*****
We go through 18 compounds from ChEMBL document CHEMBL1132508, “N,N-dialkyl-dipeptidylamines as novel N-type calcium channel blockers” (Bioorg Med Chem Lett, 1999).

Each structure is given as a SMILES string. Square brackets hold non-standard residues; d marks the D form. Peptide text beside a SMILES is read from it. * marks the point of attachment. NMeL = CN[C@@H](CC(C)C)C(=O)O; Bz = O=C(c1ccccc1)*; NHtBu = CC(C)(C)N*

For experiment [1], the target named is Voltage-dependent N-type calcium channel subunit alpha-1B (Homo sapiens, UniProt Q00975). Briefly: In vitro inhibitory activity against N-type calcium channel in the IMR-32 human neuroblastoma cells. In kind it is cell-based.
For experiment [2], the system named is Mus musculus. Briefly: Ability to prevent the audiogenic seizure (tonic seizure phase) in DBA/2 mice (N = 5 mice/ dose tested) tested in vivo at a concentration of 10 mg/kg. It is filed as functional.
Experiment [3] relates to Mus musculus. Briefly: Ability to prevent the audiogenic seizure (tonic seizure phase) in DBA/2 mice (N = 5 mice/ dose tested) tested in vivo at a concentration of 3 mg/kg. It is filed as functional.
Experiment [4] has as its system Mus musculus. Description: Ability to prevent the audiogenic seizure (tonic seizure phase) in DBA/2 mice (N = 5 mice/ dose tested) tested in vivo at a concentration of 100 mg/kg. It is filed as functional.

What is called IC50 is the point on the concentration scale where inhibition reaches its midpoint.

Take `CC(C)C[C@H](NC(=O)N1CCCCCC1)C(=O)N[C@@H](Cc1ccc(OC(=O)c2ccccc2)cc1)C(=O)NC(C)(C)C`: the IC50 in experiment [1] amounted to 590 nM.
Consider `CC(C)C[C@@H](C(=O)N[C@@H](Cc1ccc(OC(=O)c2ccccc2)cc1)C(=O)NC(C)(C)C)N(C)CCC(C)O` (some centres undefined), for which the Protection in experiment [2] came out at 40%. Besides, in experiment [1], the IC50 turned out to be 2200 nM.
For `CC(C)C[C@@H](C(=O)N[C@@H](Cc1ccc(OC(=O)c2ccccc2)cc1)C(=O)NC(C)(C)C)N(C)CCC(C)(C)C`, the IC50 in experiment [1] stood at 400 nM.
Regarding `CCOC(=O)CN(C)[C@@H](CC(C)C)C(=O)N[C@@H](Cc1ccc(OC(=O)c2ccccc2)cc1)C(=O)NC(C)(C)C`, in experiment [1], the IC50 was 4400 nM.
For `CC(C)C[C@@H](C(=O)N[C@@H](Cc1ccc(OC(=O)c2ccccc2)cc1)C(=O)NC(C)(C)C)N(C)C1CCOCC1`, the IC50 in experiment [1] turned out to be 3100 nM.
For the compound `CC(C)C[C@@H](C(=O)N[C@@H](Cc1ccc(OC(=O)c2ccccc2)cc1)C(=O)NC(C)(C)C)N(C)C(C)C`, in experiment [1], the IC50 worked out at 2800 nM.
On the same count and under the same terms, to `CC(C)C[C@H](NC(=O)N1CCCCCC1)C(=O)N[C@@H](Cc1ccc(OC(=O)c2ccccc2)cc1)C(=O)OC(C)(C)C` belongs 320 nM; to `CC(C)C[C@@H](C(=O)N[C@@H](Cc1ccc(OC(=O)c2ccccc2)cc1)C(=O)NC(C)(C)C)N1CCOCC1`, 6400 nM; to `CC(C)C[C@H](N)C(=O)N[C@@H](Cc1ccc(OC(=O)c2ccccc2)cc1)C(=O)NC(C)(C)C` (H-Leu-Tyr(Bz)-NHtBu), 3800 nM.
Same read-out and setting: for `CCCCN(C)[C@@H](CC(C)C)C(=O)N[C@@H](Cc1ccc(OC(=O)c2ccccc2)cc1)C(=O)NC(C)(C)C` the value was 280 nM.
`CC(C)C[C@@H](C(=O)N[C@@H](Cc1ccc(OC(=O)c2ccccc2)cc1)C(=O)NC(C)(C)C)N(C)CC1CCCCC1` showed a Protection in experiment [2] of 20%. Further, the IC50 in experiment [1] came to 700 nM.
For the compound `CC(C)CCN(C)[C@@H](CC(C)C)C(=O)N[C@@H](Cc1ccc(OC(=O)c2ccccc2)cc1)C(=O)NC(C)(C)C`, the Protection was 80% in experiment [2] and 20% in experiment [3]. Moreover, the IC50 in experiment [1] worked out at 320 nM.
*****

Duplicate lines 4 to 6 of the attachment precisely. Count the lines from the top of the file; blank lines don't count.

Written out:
For experiment [2], the system named is Mus musculus. Briefly: Ability to prevent the audiogenic seizure (tonic seizure phase) in DBA/2 mice (N = 5 mice/ dose tested) tested in vivo at a concentration of 10 mg/kg. It is filed as functional.
Experiment [3] relates to Mus musculus. Briefly: Ability to prevent the audiogenic seizure (tonic seizure phase) in DBA/2 mice (N = 5 mice/ dose tested) tested in vivo at a concentration of 3 mg/kg. It is filed as functional.
Experiment [4] has as its system Mus musculus. Description: Ability to prevent the audiogenic seizure (tonic seizure phase) in DBA/2 mice (N = 5 mice/ dose tested) tested in vivo at a concentration of 100 mg/kg. It is filed as functional.